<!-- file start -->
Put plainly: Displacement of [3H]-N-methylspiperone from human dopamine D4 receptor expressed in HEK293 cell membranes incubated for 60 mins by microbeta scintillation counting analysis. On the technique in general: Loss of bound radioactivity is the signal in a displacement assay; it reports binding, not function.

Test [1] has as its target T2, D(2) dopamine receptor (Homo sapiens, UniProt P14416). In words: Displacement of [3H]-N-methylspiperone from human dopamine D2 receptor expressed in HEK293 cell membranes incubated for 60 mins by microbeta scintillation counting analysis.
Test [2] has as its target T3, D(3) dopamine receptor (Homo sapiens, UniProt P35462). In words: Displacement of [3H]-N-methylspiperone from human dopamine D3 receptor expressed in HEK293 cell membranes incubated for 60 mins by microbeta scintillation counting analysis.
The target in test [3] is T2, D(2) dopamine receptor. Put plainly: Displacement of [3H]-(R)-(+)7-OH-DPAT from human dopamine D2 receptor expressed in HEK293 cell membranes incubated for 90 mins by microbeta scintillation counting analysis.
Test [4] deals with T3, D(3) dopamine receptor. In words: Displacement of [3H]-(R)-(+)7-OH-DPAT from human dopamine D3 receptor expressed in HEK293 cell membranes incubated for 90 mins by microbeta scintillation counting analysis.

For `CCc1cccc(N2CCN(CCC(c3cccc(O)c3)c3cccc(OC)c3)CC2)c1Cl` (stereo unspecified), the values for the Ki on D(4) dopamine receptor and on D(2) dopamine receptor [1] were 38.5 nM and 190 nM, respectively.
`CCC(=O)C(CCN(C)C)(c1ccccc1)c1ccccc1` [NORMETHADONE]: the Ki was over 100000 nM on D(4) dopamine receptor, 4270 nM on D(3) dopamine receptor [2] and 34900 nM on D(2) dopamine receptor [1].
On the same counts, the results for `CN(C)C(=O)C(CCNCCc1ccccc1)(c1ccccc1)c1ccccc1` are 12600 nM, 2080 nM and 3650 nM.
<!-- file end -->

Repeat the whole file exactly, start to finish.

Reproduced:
Put plainly: Displacement of [3H]-N-methylspiperone from human dopamine D4 receptor expressed in HEK293 cell membranes incubated for 60 mins by microbeta scintillation counting analysis. On the technique in general: Loss of bound radioactivity is the signal in a displacement assay; it reports binding, not function.

Test [1] has as its target T2, D(2) dopamine receptor (Homo sapiens, UniProt P14416). In words: Displacement of [3H]-N-methylspiperone from human dopamine D2 receptor expressed in HEK293 cell membranes incubated for 60 mins by microbeta scintillation counting analysis.
Test [2] has as its target T3, D(3) dopamine receptor (Homo sapiens, UniProt P35462). In words: Displacement of [3H]-N-methylspiperone from human dopamine D3 receptor expressed in HEK293 cell membranes incubated for 60 mins by microbeta scintillation counting analysis.
The target in test [3] is T2, D(2) dopamine receptor. Put plainly: Displacement of [3H]-(R)-(+)7-OH-DPAT from human dopamine D2 receptor expressed in HEK293 cell membranes incubated for 90 mins by microbeta scintillation counting analysis.
Test [4] deals with T3, D(3) dopamine receptor. In words: Displacement of [3H]-(R)-(+)7-OH-DPAT from human dopamine D3 receptor expressed in HEK293 cell membranes incubated for 90 mins by microbeta scintillation counting analysis.

For `CCc1cccc(N2CCN(CCC(c3cccc(O)c3)c3cccc(OC)c3)CC2)c1Cl` (stereo unspecified), the values for the Ki on D(4) dopamine receptor and on D(2) dopamine receptor [1] were 38.5 nM and 190 nM, respectively.
`CCC(=O)C(CCN(C)C)(c1ccccc1)c1ccccc1` [NORMETHADONE]: the Ki was over 100000 nM on D(4) dopamine receptor, 4270 nM on D(3) dopamine receptor [2] and 34900 nM on D(2) dopamine receptor [1].
On the same counts, the results for `CN(C)C(=O)C(CCNCCc1ccccc1)(c1ccccc1)c1ccccc1` are 12600 nM, 2080 nM and 3650 nM.